HP brings sizzle to Windows Storage Server

The HP StoreEasy 5530 puts serious muscle behind Windows file serving, Hyper-V virtualization, and SQL Server workloads

By Paul Ferrill, InfoWorld |  Storage, insider

Reliable storage is a key building block for any enterprise application infrastructure. Traditionally, this translates into some type of network-attached storage (NAS) or storage area network (SAN). With Windows Storage Server 2012, you get both NAS (CIFS/SMB) and SAN (iSCSI), along with the ability to leverage new SMB 3.0 features to bring seamless fail-over to Hyper-V and SQL Server workloads. With the Windows Storage Server 2012-based HP StoreEasy 5530, you get all that plus outrageous performance.

HP has stuffed a lot of hardware into this package. The StoreEasy 5530 consists of two HP ProLiant BL460c G7 blade servers, each equipped with two Intel E5620 Xeon processors and 48GB of memory. The Intel E5620 is a four-core processor capable of two threads per core. That gives you 16 threads in each blade server for handling all the file processing you can throw at it. It's also more than enough CPU and memory to support a few Hyper-V virtual machines, should you so choose. The only downside here is the limitation of running a maximum of two Hyper-V VMs that comes with Windows Storage Server 2012. However, you could remove that restriction by upgrading the OS to a full version of Windows Server 2012 Datacenter, which allows you to run as many Windows VMs as you like.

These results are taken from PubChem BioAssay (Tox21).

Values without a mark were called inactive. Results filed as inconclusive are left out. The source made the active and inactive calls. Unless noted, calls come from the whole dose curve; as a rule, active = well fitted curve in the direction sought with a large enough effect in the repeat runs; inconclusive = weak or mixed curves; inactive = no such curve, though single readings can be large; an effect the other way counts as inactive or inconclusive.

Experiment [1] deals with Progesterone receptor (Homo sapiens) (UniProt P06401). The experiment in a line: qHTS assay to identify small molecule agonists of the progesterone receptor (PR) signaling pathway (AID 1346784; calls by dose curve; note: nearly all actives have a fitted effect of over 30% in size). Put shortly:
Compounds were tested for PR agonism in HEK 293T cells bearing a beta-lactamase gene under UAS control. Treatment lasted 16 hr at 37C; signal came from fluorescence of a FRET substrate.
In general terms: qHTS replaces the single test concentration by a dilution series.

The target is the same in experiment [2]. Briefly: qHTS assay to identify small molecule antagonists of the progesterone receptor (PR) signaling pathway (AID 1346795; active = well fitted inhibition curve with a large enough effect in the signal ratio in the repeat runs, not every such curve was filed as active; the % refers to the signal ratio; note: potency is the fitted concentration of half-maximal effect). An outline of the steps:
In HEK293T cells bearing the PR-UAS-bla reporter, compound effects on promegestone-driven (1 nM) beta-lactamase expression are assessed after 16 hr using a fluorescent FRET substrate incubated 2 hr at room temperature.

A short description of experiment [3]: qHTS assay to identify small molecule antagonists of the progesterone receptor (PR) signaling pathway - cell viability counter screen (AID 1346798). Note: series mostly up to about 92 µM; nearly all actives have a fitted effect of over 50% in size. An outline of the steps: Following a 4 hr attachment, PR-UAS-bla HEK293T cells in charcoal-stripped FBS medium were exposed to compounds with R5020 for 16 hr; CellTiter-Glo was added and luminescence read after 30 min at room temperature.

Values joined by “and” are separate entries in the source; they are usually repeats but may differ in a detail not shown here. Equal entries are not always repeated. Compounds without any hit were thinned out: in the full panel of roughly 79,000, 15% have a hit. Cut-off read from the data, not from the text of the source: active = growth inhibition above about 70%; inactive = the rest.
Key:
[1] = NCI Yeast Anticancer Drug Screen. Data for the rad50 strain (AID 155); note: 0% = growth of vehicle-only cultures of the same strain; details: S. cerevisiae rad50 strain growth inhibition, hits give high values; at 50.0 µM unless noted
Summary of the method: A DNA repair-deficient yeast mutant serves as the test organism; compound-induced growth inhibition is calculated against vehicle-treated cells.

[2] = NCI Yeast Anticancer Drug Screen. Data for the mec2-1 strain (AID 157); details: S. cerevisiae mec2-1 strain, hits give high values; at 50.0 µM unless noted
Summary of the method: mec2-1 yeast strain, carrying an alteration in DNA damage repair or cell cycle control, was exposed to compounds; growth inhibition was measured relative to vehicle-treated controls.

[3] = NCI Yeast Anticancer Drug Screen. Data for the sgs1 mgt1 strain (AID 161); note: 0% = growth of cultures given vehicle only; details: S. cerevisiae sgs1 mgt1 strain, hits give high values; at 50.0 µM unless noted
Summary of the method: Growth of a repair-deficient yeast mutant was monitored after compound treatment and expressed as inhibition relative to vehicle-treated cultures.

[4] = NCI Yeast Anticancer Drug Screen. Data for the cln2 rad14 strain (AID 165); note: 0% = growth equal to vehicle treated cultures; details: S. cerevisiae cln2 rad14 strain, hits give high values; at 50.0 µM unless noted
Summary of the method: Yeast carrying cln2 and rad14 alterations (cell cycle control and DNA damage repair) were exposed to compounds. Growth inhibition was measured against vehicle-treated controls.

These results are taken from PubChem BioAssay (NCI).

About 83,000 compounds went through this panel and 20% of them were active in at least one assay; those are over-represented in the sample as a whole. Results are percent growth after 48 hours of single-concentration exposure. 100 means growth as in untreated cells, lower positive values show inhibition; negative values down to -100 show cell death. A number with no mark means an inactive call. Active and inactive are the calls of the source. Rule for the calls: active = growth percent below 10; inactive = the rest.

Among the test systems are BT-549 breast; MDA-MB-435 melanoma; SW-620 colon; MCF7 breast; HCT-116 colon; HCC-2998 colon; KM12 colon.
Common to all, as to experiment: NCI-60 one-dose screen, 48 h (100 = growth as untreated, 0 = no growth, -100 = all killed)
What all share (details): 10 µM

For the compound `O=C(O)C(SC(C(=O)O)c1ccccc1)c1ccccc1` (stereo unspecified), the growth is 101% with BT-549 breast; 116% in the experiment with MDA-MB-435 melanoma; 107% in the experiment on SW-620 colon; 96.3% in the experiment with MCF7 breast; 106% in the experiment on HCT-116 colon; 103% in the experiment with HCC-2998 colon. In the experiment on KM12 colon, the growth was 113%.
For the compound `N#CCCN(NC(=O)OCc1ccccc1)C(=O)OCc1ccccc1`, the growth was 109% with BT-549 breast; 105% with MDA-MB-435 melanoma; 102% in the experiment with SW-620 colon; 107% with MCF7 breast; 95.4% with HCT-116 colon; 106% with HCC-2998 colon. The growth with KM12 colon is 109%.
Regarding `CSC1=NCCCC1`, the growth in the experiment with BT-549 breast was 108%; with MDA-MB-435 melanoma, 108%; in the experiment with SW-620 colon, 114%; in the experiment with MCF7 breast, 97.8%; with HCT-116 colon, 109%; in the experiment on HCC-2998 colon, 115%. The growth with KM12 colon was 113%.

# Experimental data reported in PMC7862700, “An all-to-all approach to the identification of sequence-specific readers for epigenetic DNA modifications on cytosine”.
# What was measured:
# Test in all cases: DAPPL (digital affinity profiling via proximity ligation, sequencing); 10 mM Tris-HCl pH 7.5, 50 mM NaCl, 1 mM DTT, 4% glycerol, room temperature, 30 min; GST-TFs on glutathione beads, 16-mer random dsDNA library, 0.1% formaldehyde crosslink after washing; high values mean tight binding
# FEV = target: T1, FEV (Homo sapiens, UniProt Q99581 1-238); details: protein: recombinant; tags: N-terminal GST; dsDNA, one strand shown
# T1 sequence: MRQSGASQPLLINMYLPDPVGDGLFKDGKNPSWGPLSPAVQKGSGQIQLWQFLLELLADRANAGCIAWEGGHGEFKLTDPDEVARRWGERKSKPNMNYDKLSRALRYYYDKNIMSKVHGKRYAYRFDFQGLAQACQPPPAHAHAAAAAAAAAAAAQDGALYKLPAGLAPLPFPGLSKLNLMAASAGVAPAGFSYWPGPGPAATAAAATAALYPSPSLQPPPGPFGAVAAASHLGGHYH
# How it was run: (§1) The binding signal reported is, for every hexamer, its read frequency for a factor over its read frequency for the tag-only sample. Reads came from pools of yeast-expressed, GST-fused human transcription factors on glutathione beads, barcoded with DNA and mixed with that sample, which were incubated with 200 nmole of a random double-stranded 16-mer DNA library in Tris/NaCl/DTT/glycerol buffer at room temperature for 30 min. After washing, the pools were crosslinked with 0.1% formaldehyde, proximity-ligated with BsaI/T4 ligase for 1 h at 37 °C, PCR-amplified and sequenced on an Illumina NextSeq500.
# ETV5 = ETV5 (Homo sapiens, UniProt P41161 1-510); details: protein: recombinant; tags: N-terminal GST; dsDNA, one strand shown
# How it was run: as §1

[ Also on InfoWorld: 7 ways Windows Server 2012 pays for itself | Windows Server 2012: All the coolest features | Stay atop key Microsoft technologies in our Technology: Microsoft newsletter. ]

Two storage options offer either large-form-factor (LFF) or small-form-factor (SFF) hard drives. The LFF option typically delivers more storage per drive at a lower cost, while the SFF drives offer higher performance but less total storage capacity. Each server blade comes with two 300GB 10K SFF drives, which are typically configured as a RAID 1 array for redundancy purposes. These are used primarily for boot and local storage.

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Originally published on InfoWorld |  Click here to read the original story.
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